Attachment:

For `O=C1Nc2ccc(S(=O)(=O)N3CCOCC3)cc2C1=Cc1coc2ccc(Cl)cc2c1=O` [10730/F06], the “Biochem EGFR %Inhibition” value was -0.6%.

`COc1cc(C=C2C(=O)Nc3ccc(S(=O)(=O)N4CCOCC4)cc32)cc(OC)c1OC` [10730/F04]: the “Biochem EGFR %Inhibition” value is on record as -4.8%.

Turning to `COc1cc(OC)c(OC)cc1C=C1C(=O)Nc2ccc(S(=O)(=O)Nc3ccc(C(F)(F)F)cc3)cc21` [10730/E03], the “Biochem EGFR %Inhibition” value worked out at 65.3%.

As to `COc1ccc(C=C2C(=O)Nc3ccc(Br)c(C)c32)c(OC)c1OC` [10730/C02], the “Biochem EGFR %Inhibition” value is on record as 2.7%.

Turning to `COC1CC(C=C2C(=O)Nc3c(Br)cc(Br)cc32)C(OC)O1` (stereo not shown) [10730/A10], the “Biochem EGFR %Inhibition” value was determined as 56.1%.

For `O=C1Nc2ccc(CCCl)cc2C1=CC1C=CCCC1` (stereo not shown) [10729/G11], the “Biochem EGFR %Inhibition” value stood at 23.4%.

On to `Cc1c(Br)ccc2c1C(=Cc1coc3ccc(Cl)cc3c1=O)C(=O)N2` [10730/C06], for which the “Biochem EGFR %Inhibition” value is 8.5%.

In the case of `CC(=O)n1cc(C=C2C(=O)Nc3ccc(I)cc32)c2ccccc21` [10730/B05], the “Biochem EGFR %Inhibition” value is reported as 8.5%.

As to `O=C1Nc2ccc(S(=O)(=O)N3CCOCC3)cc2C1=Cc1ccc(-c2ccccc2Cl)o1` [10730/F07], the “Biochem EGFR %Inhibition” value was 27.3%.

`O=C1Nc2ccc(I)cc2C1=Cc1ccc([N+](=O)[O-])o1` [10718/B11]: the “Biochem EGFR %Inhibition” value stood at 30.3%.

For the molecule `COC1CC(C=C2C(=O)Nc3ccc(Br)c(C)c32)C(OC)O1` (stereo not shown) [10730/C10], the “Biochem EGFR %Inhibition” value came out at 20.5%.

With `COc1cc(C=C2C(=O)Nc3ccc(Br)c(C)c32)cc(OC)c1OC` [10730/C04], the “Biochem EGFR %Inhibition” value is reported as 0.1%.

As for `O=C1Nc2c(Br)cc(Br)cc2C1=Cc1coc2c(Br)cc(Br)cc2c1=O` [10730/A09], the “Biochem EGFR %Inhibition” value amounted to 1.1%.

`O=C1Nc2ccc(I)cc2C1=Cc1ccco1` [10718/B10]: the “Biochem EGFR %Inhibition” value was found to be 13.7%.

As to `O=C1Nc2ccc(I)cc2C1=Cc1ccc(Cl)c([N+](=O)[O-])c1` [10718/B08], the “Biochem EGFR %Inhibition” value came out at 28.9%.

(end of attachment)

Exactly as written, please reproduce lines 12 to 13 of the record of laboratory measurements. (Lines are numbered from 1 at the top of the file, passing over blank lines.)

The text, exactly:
With `COc1cc(C=C2C(=O)Nc3ccc(Br)c(C)c32)cc(OC)c1OC` [10730/C04], the “Biochem EGFR %Inhibition” value is reported as 0.1%.

As for `O=C1Nc2c(Br)cc(Br)cc2C1=Cc1coc2c(Br)cc(Br)cc2c1=O` [10730/A09], the “Biochem EGFR %Inhibition” value amounted to 1.1%.